We started out by learning how to make dark chocolate ganache correctly. Although I have made ganache a few times for cake and cupcake decorating, my success has largely been hit and miss. George showed us some good techniques for combining the chocolate in cream that had been brought to the boil. I learned what it means to 'split' the ganache (you don't want that to happen) and think that is what might have been the problem during some of my ganache disasters. This ganache was to become the filling for the 70% truffles we made later.
tempering involved raising, lowering and then raising the temperature of chocolate again to make it workable but never really understood why this was necessary. If I'm honest, I actually thought you could probably skip this step - but now know why it's essential and how to do it! (This article is a good guide to chocolate tempering.) It is all about creating type V (5) crystals which allow you to work with the chocolate at its best, leaving a glossy finish and a delightful snap.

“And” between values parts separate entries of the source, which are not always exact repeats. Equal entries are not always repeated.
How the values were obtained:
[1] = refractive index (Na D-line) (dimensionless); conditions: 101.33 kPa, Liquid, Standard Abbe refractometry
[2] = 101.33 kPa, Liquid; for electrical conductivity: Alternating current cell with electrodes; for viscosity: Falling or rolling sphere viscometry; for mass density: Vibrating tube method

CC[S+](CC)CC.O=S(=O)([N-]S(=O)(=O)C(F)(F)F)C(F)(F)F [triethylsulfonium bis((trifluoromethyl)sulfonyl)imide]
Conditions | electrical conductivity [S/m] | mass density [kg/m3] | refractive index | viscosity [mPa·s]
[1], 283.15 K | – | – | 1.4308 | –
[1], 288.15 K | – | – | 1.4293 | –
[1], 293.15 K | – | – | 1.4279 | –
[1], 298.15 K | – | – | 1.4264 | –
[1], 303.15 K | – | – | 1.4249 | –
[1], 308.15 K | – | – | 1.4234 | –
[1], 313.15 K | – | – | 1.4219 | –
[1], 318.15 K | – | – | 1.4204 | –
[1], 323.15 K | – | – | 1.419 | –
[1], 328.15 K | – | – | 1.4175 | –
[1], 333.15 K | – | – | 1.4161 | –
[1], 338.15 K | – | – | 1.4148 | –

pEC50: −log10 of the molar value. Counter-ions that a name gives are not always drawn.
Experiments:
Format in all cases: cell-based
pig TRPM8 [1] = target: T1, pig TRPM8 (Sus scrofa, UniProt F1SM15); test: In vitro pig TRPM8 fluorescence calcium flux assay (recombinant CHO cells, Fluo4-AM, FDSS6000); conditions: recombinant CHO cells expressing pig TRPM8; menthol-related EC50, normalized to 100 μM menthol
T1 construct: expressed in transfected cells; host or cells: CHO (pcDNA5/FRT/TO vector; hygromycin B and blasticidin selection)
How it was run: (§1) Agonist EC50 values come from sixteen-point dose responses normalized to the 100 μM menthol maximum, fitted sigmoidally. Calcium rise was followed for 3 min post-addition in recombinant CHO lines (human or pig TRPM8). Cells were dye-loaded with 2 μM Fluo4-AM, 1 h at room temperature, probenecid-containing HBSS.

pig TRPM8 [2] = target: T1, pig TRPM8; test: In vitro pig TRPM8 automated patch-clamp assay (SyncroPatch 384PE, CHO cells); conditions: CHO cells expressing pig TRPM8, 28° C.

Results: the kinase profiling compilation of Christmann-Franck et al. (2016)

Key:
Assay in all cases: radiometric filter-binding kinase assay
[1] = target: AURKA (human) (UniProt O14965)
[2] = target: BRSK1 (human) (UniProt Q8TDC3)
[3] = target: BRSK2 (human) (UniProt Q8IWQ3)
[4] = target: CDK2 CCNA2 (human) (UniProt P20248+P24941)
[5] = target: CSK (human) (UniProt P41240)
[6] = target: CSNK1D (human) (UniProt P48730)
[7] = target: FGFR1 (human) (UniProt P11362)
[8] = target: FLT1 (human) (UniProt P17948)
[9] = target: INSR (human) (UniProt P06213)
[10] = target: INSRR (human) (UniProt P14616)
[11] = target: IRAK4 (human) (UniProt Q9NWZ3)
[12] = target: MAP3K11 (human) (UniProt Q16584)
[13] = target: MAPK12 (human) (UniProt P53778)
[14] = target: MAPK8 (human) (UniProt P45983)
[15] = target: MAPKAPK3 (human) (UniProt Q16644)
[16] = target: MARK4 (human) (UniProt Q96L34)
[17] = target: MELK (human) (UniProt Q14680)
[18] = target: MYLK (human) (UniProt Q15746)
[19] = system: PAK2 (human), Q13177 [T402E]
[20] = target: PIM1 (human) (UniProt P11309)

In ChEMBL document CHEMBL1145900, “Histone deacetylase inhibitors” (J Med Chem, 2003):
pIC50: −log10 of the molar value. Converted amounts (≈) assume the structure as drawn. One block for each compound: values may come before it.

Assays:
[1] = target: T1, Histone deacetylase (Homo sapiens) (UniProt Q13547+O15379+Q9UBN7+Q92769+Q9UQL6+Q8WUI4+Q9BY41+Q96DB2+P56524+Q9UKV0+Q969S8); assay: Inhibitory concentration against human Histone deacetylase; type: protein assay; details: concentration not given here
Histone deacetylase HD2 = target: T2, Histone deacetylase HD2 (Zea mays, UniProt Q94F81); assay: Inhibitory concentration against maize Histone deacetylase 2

Temperature is all important when pre-crystalising (tempering) chocolate and some tools of the trade are necessary. Firstly, a digital infra-red thermometer was recommended for its accuracy. I knew my sweetie (gadget man) had one of those and we laughed about what else he might have that I could commandeer for chocolate making at home. Melting the chocolate is done on a bain-marie (double boiler) and cooling is easy with a cheap fan. Reheating, however, is different. A heat gun with a variable thermostat is best, but most people don't have these on hand. Although a hair dryer could suffice, George laughed that he didn't own one. (Check out his picture to see why.) Concerned that I also don't own a hair dryer, I wasn't sure what I could use at home but suspected that, once again, my sweetie would have the required equipment in his garage. Yep, he does, and so my friend and I will now make chocolate at our place. :-)
|Truffle assembly line|
|Truffles to take home|